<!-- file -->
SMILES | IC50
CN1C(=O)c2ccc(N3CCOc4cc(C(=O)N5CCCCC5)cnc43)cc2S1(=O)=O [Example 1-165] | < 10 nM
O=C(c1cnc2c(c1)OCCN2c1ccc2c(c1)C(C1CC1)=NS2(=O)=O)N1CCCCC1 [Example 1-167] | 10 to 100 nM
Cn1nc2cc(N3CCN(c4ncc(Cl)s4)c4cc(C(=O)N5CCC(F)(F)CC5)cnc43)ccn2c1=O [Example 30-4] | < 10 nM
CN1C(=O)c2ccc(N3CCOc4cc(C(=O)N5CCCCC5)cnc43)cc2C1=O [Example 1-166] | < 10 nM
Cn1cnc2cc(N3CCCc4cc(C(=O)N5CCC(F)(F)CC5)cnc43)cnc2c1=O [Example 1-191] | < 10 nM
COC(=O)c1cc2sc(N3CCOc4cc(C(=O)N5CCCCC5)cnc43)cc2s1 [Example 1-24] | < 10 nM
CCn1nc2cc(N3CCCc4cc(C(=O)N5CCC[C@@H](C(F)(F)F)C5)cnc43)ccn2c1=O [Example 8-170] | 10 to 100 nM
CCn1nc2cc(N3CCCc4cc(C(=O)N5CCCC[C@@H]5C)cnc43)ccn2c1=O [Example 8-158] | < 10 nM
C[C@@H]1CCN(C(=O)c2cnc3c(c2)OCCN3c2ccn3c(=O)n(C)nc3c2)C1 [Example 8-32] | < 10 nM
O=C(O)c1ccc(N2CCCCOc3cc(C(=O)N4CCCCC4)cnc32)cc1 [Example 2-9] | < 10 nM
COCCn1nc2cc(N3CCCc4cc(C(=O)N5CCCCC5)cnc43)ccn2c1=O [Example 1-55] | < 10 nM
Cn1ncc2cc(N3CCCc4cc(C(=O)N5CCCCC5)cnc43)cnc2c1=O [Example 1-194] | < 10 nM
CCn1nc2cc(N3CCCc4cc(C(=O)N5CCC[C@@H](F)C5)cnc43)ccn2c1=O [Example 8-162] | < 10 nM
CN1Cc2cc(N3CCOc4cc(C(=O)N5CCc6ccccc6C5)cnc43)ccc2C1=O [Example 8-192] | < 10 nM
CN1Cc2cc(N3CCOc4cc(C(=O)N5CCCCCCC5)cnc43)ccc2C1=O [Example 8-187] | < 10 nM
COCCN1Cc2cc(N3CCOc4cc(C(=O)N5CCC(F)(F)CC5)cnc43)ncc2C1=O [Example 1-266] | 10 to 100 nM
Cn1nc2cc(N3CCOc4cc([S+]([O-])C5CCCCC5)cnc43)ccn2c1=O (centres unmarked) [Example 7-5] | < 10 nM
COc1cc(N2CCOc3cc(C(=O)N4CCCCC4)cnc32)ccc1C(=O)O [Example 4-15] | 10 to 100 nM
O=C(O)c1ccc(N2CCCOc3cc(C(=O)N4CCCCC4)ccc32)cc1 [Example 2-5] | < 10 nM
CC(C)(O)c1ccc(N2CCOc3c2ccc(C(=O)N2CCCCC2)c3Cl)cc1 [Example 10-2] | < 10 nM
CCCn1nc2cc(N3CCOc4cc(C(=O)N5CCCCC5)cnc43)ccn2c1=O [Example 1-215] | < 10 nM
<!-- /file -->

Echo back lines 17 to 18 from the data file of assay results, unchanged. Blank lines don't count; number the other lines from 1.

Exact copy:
COCCN1Cc2cc(N3CCOc4cc(C(=O)N5CCC(F)(F)CC5)cnc43)ncc2C1=O [Example 1-266] | 10 to 100 nM
Cn1nc2cc(N3CCOc4cc([S+]([O-])C5CCCCC5)cnc43)ccn2c1=O (centres unmarked) [Example 7-5] | < 10 nM